community organizing

Where is the Power? Creative Power Analysis and the Arts

This is Part 4 of a series on Art and Power

Where is the power? That’s the question at the core of a power analysis, one of the most useful tools that community and movement organizing have today. While it can look different across organizations, a power analysis basically charts out the power relationships relevant to a campaign, an issue, or a movement.

A controversial pic of Obama teaching about Power Analysis, much attacked by the right.

A youth organizing group taking on discipline policies in schools, for example, might gather together and map out who really holds power over discipline policies. Can the principal change them on her own? Is it mandated by the district? Is it a state government matter? What outside forces are supporting the current policies? Who funds them? These questions help the organization to choose allies and targets. On the flip side, power analysis can be done on ourselves. What kinds of power do we have? Where does our power come from? How is it best used?

Cultural organizers and arts activists may struggle to answer these kinds of concrete questions, as we work in the realm of culture and are often taking on invisible forms of power. But there are a few methods that I’ve run across that could be helpful in this regard.

One of the most comprehensive frameworks to help groups do power analysis is that developed by John Gaventa at the Institute of Development Studies, building on the work of many organizers and academics. It is called the Power Cube, and it breaks down power across three axis: levels of power (global, national, local, household), spaces where power is exercised (closed, invited, and claimed) and forms (visible, hidden, and invisible). The power cube helps us to look not only at formal decision making, but at the cultural and psychological aspects of power — key to the work of cultural organizing. This tool has been used by groups around the world, and you can find an interactive explanation and many examples at the power cube site.

Another fabulous process is narrative power analysis, developed by SmartMeme and outlined in their book Re:Imagining Change. This analysis can help groups who want to shift the cultural discourses around their issues as a key part of addressing injustice. First groups analyze the current narratives that are helping to maintain the status quo by making injustice seem normal, inevitable, or justified (for example, the narrative of meritocracy and “pulling yourself up by your bootstraps” helps to justify poverty). Next, groups figure out where these narratives are weakest — for example where they contain unstable contradictions. Finally, groups build new, truer stories meant to challenge, subvert, or replace these dominant stories. This is part of SmartMeme’s “story-based strategy.” While such a strategy doesn’t need to involve art per se, it is inherently cultural in nature, and quite in line with the goals and principles of cultural organizing.

Finally, Augusto Boal’s Theatre of the Oppressed (TO). I was trained in these techniques in college, and was fortunate to attend a workshop with Boal before he passed away. Boal saw the possibility that theatre could be, if not the revolution, then “rehearsal for the revolution.” As a method of power analysis, TO is particularly good at addressing very personal and internal forms of power. TO brings people together to explore how oppression functions in their lives, and how they might confront it, by quite literally performing different possibilities. It starts not with big ideas — racism, homophobia — but with their everyday manifestations. Through image theatre, forum theatre, and the largely internal rainbow of desire, we can come to better understand — cognitively, emotionally, kinetically — what forces shape our lives, and what power we have to create real change.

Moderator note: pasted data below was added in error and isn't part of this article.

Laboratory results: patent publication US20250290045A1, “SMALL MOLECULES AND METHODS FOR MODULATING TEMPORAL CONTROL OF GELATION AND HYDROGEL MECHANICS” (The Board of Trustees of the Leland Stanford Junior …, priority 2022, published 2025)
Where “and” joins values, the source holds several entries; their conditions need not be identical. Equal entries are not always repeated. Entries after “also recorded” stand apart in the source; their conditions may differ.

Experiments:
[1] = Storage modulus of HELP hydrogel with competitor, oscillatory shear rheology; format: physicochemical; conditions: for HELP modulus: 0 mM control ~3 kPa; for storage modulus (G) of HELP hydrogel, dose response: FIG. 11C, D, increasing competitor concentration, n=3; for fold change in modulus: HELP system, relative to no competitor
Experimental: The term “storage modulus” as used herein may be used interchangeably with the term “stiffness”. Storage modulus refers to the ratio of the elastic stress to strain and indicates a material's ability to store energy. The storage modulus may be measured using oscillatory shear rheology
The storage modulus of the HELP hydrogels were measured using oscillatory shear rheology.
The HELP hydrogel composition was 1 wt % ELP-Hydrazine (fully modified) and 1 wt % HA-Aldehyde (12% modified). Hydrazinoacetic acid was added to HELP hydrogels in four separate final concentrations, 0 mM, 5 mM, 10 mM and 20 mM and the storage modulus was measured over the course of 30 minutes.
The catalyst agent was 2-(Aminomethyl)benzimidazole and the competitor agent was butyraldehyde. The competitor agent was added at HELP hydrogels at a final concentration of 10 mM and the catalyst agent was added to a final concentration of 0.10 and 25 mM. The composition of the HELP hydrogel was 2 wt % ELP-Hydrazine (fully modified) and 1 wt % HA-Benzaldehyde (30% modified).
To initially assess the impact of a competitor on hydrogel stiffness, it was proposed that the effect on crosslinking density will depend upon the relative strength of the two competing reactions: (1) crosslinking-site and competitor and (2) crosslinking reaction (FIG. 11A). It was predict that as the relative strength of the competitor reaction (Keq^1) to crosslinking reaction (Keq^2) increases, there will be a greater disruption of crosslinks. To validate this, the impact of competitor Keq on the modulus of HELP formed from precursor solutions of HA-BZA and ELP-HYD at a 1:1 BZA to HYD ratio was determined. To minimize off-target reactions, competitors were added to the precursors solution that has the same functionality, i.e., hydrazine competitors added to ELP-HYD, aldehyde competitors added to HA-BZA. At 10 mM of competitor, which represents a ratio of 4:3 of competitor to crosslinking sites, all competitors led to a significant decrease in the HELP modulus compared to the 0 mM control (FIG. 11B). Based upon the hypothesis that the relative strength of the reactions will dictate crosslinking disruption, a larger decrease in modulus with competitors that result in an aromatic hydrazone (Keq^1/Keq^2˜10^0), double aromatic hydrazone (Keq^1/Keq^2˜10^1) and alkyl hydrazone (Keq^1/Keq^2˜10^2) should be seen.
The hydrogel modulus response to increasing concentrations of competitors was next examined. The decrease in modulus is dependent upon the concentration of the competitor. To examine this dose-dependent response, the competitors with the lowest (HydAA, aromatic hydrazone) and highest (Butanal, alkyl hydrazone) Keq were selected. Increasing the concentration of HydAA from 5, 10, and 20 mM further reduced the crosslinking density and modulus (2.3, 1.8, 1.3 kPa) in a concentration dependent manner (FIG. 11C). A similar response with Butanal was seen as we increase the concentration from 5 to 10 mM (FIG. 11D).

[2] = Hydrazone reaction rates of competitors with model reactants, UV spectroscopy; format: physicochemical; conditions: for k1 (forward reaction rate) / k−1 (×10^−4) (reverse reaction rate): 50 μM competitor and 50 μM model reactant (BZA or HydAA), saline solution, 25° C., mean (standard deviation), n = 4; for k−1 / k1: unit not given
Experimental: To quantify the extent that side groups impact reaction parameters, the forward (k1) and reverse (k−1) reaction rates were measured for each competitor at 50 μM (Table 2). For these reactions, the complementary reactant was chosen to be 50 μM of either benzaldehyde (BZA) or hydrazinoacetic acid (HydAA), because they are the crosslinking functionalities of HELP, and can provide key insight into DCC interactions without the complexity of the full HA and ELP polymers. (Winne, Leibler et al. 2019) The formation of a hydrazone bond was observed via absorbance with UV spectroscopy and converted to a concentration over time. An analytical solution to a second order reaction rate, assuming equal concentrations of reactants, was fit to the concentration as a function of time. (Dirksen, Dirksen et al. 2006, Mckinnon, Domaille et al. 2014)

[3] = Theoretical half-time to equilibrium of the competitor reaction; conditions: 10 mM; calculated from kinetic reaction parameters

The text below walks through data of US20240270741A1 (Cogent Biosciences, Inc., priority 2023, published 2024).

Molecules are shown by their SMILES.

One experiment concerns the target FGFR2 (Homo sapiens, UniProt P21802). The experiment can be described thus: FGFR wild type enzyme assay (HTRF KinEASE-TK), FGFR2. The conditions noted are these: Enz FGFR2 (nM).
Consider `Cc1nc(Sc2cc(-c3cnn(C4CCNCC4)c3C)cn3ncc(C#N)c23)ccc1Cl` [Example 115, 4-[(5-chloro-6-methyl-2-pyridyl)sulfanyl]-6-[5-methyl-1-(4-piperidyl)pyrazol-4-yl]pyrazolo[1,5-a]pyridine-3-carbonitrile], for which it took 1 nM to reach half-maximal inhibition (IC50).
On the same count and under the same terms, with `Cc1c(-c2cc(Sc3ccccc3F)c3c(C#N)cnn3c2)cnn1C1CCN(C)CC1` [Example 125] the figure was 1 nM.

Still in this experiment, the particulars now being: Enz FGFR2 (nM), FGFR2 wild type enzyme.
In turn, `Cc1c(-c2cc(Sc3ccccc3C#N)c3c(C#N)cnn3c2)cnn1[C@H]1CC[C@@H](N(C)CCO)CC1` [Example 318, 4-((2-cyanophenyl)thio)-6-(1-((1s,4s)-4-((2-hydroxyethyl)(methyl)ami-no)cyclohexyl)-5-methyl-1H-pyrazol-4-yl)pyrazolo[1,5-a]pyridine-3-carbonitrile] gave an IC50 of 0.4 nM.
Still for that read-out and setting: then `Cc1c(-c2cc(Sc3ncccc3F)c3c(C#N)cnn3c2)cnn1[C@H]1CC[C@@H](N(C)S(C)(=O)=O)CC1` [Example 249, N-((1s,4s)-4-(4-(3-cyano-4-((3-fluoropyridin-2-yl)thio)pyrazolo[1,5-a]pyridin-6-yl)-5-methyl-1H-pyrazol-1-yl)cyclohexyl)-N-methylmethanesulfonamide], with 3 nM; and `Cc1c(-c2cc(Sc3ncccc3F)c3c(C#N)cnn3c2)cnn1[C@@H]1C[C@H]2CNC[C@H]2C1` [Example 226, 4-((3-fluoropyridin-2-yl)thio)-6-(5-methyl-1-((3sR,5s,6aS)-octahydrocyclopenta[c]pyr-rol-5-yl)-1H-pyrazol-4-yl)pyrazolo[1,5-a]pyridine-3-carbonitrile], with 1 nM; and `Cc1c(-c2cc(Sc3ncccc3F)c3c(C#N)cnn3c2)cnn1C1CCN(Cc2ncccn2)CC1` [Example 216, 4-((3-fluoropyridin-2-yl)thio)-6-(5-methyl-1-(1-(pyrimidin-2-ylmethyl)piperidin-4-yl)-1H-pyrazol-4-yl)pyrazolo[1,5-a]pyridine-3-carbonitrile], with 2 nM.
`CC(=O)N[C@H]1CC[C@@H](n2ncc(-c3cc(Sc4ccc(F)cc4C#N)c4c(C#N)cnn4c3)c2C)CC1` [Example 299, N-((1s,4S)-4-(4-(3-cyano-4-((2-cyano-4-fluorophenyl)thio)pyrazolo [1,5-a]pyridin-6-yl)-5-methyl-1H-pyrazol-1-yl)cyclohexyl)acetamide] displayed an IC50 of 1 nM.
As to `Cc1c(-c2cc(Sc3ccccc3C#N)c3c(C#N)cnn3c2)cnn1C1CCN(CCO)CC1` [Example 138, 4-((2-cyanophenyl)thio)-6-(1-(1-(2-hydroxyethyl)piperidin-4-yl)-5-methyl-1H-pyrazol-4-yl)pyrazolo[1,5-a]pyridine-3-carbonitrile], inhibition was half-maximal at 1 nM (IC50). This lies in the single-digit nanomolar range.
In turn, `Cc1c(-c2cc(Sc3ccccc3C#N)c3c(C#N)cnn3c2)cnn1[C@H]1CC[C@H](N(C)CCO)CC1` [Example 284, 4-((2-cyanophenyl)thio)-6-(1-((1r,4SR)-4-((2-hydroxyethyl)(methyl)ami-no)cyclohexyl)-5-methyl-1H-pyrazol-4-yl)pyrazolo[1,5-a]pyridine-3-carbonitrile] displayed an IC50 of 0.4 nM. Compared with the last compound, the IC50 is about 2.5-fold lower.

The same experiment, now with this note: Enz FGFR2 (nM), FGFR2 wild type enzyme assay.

Book Review: Mothers United

Mothers United:
An Immigrant Struggle for Socially Just Education
by Andrea Dyrness
University of Minnesota Press, $22.95

Relationships between urban schools and parents have long been troubled by misunderstandings, fear, and racism. Latina/o parents, for example, are made unwelcome in schools that do not make space for Spanish speakers, that hold negative assumptions about parents’ abilities, and that remain alienated from the communities in which they reside. In response, the last 20 years have seen a massive increase in parents and communities of color successfully organizing to reform schools. Many have fought for and won the creation new schools, in order to change these long-standing patterns.

But what happens after the win? Once a new school is founded, how do parents, teachers, and community members negotiate the complicated terrain of designing and running a school? In Mothers United, Andrea Dyrness takes an in-depth look at this process through rich critical ethnography and participatory research with a group of Latina mothers. What she and the “Madres” discover is that the organizing win is only the beginning, and relations of domination and colonialism seep into even the most well-meaning school-community partnerships.

Madres Unidas takes place in Oakland, CA, at a time when years of organizing have led to the founding of a series of “small schools.” Dyrness recounts how she gathered a group of mothers involved in founding one of these small schools, and initiated a participatory research project under the name “Madres Unidas” or “Mothers United.” The book documents the Madres collective as they collect and analyze data about the school, build caring relationships with one another, and use their new understandings to advocate for true parent voice in their school. Dyrness embeds the story in theories of third-world and critical Latina feminisms, allowing her to take a critical look at the power relations in the school design process.